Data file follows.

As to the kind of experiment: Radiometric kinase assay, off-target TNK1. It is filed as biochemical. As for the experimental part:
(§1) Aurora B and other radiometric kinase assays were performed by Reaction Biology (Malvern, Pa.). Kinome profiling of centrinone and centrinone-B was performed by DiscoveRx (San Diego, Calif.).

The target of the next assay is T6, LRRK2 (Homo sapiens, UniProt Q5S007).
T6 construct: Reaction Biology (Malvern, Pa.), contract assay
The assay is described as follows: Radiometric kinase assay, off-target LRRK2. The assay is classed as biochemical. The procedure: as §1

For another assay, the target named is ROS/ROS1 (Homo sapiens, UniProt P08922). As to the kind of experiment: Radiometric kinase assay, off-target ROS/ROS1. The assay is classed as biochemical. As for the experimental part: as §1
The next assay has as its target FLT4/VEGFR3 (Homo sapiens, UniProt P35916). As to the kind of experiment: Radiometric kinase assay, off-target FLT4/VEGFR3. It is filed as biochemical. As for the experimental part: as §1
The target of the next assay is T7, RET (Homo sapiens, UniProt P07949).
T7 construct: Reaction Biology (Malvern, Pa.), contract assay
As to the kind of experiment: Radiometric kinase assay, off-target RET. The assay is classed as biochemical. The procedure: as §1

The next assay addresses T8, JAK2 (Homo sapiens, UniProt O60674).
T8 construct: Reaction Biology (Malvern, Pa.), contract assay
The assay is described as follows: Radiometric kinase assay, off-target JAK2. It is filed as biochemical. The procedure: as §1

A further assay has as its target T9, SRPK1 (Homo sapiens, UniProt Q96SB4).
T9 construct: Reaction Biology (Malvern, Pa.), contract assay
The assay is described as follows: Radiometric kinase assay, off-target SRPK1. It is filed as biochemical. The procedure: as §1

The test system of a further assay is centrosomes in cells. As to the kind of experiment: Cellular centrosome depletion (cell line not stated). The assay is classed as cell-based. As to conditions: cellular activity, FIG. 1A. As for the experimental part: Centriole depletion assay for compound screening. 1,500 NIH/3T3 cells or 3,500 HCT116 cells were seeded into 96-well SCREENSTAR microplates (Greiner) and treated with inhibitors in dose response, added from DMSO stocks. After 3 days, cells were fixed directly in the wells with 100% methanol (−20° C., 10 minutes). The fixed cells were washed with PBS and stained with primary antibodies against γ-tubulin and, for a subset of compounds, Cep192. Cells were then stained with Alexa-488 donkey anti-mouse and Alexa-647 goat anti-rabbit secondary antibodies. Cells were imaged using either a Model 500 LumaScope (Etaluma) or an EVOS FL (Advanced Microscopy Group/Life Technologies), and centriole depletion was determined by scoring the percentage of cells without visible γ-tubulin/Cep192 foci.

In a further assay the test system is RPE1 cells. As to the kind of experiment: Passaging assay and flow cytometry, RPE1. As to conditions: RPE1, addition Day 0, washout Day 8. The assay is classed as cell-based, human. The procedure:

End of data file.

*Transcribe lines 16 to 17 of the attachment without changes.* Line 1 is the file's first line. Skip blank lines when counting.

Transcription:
The assay is described as follows: Radiometric kinase assay, off-target SRPK1. It is filed as biochemical. The procedure: as §1

The test system of a further assay is centrosomes in cells. As to the kind of experiment: Cellular centrosome depletion (cell line not stated). The assay is classed as cell-based. As to conditions: cellular activity, FIG. 1A. As for the experimental part: Centriole depletion assay for compound screening. 1,500 NIH/3T3 cells or 3,500 HCT116 cells were seeded into 96-well SCREENSTAR microplates (Greiner) and treated with inhibitors in dose response, added from DMSO stocks. After 3 days, cells were fixed directly in the wells with 100% methanol (−20° C., 10 minutes). The fixed cells were washed with PBS and stained with primary antibodies against γ-tubulin and, for a subset of compounds, Cep192. Cells were then stained with Alexa-488 donkey anti-mouse and Alexa-647 goat anti-rabbit secondary antibodies. Cells were imaged using either a Model 500 LumaScope (Etaluma) or an EVOS FL (Advanced Microscopy Group/Life Technologies), and centriole depletion was determined by scoring the percentage of cells without visible γ-tubulin/Cep192 foci.